From Saga Order to Tarantino Style: Choose your own Star Wars adventure on Blu-ray

Today, all six live-action Star Wars movies are released on Blu-ray around the world – except for those of us in the United States. We have to wait until Friday.

Despite my objection to one of the latest revisions, I am still excited to obtain Star Wars: The Complete Saga Blu-ray set. There is too much content for a few seconds to ruin.

Rather than going the marathon route, I will be watching these at the rate of about one movie a week. Not only does this approach prolong the fun, but it also allows time for multiple viewings of each film and its associated bonus materials.

After more consideration than I care to admit, I have finally decided what order to watch the movies in for the first time on Blu-ray.

Star Wars creator George Lucas recommends that the movies be watched in Saga Order. This means you watch them sequentially in terms of the story:

  1. Episode I: The Phantom Menace (first released 1999)
  2. Episode II: Attack Of The Clones (2002)
  3. Episode III: Revenge Of The Sith (2005)
  4. Episode IV: A New Hope (1977)
  5. Episode V: The Empire Strikes Back (1980)
  6. Episode VI: Return Of The Jedi (1983)

Saga Order is a tried and true approach, one that I have often followed in the past.

Another school of thought is to watch them in Release Order. This means you watch them in the sequence in which they were originally produced:

  1. Episode IV: A New Hope (1977)
  2. Episode V: The Empire Strikes Back (1980)
  3. Episode VI: Return Of The Jedi (1983)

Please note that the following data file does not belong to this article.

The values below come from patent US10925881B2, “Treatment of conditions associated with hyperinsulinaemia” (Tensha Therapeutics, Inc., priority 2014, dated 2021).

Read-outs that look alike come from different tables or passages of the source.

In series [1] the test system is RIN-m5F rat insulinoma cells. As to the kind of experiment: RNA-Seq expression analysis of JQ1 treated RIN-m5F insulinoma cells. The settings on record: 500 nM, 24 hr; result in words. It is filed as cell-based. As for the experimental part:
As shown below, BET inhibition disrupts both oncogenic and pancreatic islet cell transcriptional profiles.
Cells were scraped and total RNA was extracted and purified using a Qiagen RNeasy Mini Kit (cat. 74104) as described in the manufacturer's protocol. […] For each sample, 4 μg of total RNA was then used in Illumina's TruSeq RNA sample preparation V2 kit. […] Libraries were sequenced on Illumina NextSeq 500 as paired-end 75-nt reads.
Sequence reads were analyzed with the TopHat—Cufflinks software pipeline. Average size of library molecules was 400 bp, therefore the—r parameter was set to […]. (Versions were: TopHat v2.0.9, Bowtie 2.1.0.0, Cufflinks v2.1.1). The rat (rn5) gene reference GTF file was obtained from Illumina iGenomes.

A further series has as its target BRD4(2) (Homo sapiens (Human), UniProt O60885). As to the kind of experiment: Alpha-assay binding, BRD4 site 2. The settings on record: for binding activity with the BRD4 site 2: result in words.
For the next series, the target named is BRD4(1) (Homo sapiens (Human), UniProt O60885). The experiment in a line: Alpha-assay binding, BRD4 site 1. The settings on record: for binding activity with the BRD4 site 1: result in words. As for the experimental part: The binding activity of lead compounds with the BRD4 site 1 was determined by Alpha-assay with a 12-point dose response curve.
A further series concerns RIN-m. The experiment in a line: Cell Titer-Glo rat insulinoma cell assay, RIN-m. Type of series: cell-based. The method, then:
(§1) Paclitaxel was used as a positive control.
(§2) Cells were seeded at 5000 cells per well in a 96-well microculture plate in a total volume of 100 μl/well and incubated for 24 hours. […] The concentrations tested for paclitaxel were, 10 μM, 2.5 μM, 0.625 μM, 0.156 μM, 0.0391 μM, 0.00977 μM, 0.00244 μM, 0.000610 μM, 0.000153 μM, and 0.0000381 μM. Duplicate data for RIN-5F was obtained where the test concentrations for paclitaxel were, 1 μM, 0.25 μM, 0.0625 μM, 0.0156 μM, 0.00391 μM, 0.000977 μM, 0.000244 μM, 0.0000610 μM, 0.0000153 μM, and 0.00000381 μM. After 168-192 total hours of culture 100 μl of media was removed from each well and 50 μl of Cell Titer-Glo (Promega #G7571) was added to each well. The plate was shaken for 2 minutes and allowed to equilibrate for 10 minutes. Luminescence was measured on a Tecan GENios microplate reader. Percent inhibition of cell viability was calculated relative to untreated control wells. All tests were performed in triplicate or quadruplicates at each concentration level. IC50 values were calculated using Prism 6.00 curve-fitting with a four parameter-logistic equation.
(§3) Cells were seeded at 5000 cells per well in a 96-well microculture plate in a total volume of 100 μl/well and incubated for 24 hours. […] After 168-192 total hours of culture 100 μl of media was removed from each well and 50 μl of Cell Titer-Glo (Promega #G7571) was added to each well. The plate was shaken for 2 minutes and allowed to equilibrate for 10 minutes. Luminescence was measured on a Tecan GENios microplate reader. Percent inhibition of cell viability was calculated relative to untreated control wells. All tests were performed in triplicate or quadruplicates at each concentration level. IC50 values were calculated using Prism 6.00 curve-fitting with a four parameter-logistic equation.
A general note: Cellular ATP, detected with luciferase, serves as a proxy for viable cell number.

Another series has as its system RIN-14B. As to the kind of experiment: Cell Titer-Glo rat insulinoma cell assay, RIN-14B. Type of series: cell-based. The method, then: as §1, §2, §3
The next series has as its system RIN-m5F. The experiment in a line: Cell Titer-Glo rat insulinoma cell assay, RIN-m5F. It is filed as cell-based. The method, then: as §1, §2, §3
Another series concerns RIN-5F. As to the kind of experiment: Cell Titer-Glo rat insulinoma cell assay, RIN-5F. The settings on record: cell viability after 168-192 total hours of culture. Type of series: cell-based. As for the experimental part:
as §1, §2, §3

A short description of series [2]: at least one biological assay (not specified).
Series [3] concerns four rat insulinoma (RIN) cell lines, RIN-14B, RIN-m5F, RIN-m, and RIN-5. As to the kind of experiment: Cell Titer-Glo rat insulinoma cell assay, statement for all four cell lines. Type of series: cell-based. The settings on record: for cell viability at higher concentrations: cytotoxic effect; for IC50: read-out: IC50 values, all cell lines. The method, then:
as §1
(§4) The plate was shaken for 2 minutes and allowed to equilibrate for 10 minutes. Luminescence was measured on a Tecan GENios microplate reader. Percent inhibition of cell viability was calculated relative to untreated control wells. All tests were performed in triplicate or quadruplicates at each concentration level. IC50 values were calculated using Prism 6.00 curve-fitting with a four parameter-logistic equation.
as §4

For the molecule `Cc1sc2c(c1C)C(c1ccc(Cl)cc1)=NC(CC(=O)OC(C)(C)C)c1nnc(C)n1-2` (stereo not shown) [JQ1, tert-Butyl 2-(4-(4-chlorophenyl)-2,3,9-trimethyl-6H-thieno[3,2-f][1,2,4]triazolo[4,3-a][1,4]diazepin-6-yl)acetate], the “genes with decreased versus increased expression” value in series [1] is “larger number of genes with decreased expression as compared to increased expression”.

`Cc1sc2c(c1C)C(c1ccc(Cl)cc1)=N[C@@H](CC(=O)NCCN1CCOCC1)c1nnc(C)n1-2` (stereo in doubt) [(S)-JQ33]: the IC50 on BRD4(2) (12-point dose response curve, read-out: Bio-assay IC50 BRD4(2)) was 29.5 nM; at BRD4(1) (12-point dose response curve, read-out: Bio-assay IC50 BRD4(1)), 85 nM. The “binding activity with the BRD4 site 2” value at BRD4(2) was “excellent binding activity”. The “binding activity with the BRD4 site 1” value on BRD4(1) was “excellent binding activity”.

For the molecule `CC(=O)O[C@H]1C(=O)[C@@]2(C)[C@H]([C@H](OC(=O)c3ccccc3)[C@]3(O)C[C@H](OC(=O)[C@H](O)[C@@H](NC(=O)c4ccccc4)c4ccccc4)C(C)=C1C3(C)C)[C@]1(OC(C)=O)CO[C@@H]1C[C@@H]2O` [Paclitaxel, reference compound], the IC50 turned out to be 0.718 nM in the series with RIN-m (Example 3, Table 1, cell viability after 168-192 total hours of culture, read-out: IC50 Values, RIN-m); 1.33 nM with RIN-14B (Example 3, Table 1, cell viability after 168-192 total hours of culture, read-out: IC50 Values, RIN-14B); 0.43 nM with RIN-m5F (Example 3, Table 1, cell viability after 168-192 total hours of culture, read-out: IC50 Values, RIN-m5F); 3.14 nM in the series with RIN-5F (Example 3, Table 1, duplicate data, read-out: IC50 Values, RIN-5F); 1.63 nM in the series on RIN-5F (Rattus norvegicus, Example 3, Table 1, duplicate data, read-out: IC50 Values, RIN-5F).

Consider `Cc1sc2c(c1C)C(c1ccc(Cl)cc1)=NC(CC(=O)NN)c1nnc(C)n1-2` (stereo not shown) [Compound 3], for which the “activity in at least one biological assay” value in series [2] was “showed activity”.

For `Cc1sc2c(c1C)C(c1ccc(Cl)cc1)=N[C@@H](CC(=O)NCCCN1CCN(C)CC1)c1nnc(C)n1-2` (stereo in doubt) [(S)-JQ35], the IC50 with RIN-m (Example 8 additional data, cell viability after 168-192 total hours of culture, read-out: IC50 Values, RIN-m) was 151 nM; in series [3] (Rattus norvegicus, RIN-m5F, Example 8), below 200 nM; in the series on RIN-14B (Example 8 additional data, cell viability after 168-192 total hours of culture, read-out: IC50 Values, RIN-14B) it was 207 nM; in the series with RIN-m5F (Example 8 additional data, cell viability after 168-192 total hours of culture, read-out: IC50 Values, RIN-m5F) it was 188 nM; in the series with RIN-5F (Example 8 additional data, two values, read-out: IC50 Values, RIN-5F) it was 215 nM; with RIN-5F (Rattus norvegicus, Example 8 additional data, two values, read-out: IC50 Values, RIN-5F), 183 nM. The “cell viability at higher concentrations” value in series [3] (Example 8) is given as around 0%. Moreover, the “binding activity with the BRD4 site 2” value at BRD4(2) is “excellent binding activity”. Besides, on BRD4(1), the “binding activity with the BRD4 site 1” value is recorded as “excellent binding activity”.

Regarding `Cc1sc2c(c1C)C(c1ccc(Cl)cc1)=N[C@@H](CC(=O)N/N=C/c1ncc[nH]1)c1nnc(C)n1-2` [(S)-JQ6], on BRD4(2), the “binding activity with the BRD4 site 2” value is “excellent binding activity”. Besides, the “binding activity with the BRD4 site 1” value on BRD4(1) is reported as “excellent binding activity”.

4. Episode I: The Phantom Menace (1999)
  5. Episode II: Attack Of The Clones (2002)
  6. Episode III: Revenge Of The Sith (2005)

As someone who grew up in the 1970s and 1980s, I strongly favor the Original Trilogy (episodes IV, V, and VI) over the Prequel Trilogy (episodes I, II, and III). I love the prequels, but definitely at a different level compared to the originals.

Saga Order does not work for me, then, as it puts off the original trilogy far too long. I just do not have that kind of patience. Besides, I do not want my first exposure to Star Wars on Blu-ray to be The Phantom Menace. While I do not harbor hatred towards it like some Star Wars fans, The Phantom Menace is certainly the weakest of the six movies.

This seems to leave Release Order, which front-loads the Original Trilogy and is obviously (for the most part) the order in which I first watched these movies anyway. However, this feels way too much like eating dessert first since I would be watching my favorite trilogy in its entirety right up front.

Instead, I am going to use a third viewing order. I first read about this several years ago on StarWars.com‘s now-extinct message boards. It is called Tarantino Order.

To comprehend it, you must first understand that filmmaker Quentin Tarantino (Pulp Fiction, Kill Bill, and, incidentally, none of the Star Wars movies) often presents non-linear stories in his movies. In other words, his movies do not always show the events in the order in which they happened.

As an example, here is how the main story events of Tarantino’s Pulp Fiction appear in the film:

1.) The Diner (Part 1)
2.) Vincent & Jules
3.) Mia & Vincent
4.) The Gold Watch–Butch & Captain Koons
5.) The Gold Watch–Marsellus & Butch
6.) The Bonnie Situation
7.) The Diner (Part 2)

Rearranged chronologically, though, the events would actually flow like this:

4.) The Gold Watch–Butch & Captain Koons